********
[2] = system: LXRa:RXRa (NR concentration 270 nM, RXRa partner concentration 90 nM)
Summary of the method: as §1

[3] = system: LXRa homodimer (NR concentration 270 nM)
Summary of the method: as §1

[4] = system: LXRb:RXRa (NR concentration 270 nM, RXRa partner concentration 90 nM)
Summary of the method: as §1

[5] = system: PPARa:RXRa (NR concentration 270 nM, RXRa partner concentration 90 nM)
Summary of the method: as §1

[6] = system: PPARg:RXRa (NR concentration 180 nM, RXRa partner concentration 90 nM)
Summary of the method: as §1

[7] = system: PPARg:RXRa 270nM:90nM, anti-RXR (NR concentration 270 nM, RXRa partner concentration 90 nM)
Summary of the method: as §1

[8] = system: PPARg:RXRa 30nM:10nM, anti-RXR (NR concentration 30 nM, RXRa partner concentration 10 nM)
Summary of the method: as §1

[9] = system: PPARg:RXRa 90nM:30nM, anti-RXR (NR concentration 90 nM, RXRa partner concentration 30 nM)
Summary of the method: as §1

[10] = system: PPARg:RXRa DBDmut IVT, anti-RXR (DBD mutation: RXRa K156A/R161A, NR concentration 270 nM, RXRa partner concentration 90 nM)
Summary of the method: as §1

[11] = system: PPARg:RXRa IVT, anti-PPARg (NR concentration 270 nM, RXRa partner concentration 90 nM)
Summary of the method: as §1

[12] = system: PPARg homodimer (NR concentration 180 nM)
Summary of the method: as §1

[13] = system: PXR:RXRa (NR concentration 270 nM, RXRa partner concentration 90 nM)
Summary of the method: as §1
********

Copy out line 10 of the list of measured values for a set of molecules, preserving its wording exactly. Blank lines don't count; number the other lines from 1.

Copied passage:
Summary of the method: as §1